July was always a special month in our family because Mom and I both have birthdays.
Mom passed away in 2010 and today, 1 July, she would have been 90. My birthday is rolling along in a couple of weeks.
The seventh month of the year was always eagerly anticipated by Mom and I because it gave us the opportunity to have a double hoolie, a good old knees-up that only the celebration of two fabulous birthdays at once could bring. Mom would say, 'Let's get the girls over' and that meant gathering our friends for an evening of frivolity.
For her 80th she wanted all of my closest friends to come to the house and have pizza and champagne. The women who came had, in our youthful days, spent many weekends at our house, always welcome, sleeping over, as close as family. Mom had fed them, patched up scraped knees, played games with us, and seen all of us grow from gangly kids to moody adolescents, into young women and beyond. It gave her enormous pleasure to see these women who had become successful in their chosen fields and their lives, to share stories and adventures, and to clink champagne glasses with them, many times over.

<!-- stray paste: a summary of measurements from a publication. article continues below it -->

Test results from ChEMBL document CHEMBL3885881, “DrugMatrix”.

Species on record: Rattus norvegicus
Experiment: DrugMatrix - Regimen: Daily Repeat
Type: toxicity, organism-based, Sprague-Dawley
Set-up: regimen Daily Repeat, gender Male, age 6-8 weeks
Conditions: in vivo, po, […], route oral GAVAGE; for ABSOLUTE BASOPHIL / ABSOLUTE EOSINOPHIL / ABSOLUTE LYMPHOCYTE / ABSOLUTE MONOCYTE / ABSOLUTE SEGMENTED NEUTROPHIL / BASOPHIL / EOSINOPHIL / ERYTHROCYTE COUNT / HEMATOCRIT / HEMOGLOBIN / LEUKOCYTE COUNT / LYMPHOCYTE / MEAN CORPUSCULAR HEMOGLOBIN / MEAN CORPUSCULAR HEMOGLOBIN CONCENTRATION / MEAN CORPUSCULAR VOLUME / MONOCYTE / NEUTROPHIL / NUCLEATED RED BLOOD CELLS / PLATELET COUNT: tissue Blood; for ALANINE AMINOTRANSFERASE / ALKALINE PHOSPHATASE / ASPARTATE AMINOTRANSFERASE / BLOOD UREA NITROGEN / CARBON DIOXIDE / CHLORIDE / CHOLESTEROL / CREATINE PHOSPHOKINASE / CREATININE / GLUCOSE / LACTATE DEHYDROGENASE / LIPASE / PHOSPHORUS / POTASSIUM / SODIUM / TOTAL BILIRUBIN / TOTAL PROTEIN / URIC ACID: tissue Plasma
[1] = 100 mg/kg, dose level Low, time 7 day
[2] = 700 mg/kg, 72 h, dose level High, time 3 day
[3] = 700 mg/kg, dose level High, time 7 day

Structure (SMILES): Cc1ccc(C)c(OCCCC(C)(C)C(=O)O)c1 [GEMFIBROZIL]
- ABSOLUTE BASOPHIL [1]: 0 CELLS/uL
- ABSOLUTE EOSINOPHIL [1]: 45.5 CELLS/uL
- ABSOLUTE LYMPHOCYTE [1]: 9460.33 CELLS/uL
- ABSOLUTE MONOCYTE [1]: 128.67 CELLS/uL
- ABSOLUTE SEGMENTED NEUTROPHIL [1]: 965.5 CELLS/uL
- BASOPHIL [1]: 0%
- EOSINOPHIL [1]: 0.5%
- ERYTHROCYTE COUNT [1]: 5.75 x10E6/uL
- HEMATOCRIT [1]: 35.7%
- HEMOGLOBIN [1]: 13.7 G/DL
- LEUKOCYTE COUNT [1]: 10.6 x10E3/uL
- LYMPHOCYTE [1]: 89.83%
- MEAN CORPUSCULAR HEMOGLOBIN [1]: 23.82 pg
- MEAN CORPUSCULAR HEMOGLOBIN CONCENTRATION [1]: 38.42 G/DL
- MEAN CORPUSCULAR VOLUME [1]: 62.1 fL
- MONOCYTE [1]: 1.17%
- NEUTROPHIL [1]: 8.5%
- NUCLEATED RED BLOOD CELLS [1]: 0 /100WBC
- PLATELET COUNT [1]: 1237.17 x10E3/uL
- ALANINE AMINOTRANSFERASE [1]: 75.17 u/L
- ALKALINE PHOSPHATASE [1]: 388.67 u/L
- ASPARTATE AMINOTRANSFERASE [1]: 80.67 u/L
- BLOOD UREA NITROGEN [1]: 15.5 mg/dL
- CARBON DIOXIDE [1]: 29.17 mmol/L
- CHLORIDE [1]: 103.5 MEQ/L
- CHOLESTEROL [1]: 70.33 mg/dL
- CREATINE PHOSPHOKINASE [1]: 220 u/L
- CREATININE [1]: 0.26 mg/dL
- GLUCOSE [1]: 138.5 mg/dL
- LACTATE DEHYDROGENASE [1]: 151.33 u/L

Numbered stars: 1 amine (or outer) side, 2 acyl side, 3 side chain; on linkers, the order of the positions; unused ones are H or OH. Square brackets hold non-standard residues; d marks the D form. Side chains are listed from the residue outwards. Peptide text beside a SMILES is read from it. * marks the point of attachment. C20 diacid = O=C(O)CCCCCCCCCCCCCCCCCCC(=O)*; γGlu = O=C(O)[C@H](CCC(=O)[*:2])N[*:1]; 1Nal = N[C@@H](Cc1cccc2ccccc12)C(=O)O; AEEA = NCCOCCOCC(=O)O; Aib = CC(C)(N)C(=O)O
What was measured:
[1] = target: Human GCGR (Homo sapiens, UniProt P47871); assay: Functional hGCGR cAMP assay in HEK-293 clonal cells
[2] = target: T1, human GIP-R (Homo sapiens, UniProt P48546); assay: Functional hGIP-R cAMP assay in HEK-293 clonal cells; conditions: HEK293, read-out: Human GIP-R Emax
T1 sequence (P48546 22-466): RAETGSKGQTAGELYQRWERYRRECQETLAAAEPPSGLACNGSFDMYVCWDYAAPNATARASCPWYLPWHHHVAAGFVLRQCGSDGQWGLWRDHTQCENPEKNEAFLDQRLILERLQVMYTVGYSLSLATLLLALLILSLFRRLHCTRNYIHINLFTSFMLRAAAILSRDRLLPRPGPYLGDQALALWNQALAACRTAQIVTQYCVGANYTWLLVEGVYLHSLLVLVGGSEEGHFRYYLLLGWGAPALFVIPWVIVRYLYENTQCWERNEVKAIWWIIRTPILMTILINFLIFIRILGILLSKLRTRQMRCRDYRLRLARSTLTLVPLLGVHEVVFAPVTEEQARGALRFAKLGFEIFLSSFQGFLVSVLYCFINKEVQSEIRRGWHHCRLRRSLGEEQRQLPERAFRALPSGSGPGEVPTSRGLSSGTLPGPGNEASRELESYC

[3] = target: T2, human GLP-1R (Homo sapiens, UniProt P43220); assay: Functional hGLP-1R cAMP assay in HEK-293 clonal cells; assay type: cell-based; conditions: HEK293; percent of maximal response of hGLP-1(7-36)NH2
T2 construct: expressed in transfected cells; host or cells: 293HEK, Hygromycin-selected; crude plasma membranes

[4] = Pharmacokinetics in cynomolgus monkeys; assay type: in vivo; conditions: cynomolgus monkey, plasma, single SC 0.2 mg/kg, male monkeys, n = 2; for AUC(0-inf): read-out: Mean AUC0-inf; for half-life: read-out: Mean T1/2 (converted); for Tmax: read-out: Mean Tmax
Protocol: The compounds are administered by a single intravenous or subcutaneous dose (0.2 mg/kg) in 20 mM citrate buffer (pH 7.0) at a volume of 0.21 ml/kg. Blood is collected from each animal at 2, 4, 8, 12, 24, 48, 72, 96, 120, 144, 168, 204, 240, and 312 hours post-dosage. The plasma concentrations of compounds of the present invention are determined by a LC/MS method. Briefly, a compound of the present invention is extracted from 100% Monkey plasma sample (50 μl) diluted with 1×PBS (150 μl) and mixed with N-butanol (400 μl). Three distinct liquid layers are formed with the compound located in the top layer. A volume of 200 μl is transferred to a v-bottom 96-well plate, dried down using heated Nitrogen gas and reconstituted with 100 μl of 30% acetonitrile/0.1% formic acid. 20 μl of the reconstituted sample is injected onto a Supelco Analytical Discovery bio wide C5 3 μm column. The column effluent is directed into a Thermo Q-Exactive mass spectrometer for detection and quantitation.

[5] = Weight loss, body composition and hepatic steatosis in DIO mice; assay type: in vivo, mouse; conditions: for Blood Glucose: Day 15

On her 80th she prepared ahead of time and had little treasures to give to each. My oldest friend whom I'd known since we were 9 years old, received a special quilt Mom had made, completely stitched by hand. Others were given small trinkets or little antique pieces that had meaning for them, and for Mom. Everyone went away that night with a small memento and many warm memories of the years we had all been together.
Mom went into full time care three years later but she still loved parties. Even though she was in a private hospital, she made it quite clear what she wanted for her 83rd birthday celebration.
'Chocolate cake, champagne, and a belly dancer.'
Fortunately we could provide all three. The cake was easy, the champagne traveled well in its frosty ice bucket, and the belly dancer was yet another dear friend who brought her belly dancing outfit and music, got changed in Mom's en suite, and gave the performance of her life to Mom and several other residents and staff who heard the clamour of jingly bells and music and came to see what the heck was going on.
What a party.